Werner von Siemens
Werner von Siemens
During his lifetime, Werner von Siemens contributed as an entrepreneur, inventor, and technician to making the world change more profoundly than ever before. The founder of today's Siemens AG , born in 1816 , grew up when industry was on the rise. As steam engines and railroads became more widespread, an epoch of heretofore unparalleled technological innovations began. As a pioneer of electrical engineering, Werner von Siemens helped to found a sector without which our modern world would be inconceivable. Other inventors at that time also used new knowledge in the natural sciences about the principles of electricity, but only a few recognized the economic potential of this new technology so successfully, and only a few industrialists were also active on the international stage so early on.
Today, Werner von Siemens is more famous than almost any other German entrepreneur from the early industrial age. This is due not only to the fact that the company he founded counts among the great brands in the electrical engineering industry, but also to his achievements as an inventor, a founder of professional associations, and a promoter. Already shortly after his death, as the "father of electrical engineering" he had become an icon of a national culture of memory that valued scientific and technological achievements above entrepreneurial ones. This image began to fade in the last few decades, along with public interest in Werner von Siemens. Only heads of the Siemens Corporate Archives or the Siemens Forum have written noteworthy biographies of him in the last 70 years.[ 1 ]
Nonetheless, taking up the study of Werner von Siemens today is exceptionally rewarding if one examines his life story in all its complexities and without trying to glorify him. Along the lines of current approaches to historical research, the present biography offers a complete picture of his personality, including information about his family, business, and social spheres, for the first time.[ 2 ] Alongside the entrepreneur and inventor, Werner von Siemens the citizen, the husband, the brother, the family father and neighbor, but also the parliamentarian, the association chairman, and the member of the Akademie der Wissenschaften [Academy of Sciences] will also be described. In order to clarify the temporal contexts, this biography is divided into chapters for the individual phases of his life, and these, as much as possible, are comprised of sections on various spheres of activity.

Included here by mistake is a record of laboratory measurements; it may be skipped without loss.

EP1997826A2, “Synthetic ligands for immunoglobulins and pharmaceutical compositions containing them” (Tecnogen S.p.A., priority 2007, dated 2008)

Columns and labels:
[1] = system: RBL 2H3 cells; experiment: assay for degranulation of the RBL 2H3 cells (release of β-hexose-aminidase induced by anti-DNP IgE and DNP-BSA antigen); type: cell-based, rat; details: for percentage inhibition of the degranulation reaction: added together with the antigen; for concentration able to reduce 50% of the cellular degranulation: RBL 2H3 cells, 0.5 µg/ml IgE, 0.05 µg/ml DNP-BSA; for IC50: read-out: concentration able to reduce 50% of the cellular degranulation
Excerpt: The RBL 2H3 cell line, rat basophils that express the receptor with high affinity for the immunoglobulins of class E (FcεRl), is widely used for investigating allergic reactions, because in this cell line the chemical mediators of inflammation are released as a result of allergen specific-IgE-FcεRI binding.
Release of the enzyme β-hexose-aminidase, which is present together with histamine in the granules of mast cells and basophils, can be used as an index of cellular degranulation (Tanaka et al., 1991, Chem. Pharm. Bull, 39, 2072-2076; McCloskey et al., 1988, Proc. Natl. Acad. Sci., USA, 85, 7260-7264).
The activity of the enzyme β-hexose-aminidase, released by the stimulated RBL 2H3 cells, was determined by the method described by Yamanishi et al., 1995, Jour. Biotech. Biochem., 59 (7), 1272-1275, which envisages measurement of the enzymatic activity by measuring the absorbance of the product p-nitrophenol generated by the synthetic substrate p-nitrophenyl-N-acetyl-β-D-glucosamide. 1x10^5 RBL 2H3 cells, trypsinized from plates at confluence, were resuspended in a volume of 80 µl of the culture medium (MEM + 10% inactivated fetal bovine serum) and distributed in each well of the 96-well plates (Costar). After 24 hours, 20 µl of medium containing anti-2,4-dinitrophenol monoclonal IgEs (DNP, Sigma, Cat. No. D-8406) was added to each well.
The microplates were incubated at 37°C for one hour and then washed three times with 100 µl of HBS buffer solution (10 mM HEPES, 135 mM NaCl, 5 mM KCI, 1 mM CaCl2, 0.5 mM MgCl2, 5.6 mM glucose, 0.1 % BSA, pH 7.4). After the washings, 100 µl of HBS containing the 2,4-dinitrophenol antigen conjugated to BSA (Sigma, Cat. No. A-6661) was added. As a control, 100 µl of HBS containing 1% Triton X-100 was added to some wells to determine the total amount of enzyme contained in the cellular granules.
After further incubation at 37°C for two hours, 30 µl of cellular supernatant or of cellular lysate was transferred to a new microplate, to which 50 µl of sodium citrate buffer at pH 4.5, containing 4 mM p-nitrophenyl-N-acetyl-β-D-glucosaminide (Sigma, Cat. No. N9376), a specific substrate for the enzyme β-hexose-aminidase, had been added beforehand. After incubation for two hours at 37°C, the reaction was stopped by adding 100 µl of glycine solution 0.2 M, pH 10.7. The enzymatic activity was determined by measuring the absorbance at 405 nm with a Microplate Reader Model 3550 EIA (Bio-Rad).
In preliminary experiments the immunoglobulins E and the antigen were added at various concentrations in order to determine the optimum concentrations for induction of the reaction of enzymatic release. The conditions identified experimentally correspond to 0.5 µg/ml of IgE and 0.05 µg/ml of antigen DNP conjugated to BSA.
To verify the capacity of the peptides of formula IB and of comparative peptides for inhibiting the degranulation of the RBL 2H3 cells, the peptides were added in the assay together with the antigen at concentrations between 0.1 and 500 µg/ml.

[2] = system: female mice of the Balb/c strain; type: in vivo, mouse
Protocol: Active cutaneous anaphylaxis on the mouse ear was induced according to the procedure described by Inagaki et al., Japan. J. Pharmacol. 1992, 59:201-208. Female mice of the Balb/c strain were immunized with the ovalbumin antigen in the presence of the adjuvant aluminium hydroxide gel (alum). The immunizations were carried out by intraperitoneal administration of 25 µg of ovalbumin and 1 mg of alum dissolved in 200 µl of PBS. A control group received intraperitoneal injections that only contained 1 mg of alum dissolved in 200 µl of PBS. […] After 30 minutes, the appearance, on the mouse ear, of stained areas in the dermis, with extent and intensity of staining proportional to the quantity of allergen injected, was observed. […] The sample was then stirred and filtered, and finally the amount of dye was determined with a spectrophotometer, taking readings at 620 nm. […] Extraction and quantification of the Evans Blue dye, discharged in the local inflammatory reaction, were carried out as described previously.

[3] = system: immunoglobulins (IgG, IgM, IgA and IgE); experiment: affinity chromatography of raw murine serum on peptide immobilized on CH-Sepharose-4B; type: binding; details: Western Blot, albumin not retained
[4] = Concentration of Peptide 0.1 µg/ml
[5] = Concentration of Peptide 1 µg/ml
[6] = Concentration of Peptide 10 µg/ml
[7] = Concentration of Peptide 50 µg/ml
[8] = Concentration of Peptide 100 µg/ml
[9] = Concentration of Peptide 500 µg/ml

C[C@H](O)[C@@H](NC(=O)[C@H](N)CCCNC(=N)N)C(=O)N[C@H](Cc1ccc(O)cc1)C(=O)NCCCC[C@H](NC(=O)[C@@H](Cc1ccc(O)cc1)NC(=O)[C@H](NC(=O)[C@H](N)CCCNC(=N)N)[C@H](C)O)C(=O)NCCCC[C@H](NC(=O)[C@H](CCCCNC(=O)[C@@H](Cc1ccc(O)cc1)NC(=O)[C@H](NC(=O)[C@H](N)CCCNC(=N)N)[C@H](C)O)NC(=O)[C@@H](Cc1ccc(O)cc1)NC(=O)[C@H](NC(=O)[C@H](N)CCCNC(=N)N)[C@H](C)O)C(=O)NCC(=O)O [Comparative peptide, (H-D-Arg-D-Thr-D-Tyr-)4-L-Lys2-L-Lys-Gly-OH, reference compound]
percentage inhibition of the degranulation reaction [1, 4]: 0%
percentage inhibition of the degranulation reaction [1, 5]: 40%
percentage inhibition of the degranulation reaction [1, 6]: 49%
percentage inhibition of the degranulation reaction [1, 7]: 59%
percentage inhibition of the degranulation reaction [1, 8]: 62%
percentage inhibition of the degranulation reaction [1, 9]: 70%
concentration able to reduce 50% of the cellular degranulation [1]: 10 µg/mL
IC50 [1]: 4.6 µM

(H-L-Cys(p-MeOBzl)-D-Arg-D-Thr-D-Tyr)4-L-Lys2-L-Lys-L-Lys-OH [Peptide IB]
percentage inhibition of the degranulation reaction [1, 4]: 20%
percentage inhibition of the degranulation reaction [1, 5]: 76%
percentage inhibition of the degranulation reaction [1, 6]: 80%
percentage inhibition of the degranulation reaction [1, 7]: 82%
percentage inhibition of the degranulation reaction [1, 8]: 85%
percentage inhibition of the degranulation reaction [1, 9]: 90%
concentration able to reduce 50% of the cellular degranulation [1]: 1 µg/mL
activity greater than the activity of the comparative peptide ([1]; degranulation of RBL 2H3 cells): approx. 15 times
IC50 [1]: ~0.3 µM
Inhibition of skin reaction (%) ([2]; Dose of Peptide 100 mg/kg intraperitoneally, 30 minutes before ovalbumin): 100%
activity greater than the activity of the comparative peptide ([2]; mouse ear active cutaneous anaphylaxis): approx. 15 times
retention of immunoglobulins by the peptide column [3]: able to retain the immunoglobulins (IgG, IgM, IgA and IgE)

One focus, which can be regarded as a key to Werner von Siemens' biography, is his exceptionally important relationship with his siblings. He always saw himself as part of a league of siblings. This is especially true of his close relationship with his brothers Wilhelm (William) and Carl, who can be regarded as his most important life companions. The two of them also shaped the development of the companies Siemens & Halske and Siemens Brothers in which they took part. Private and business matters went hand in hand in the relationship between the brothers Werner, William, and Carl. Their loyalty to one another was an important factor in their business success and decisively influenced Werner von Siemens' ideas of what a family company should be.
The close ties between the brothers have not previously been systematically explored in any Werner von Siemens biography. When the national economist Richard Ehrenberg wrote the first history of the Siemens firms in 1906 , he was still aware that it was about "undertakings of the Siemens brothers."[ 3 ] Later, this connection was pushed to the background. Only more recently was it rediscovered by Martin Lutz in his biography of Carl von Siemens. Lutz's biography, at the same time, presents a new image of the brothers by placing their work in the context of ni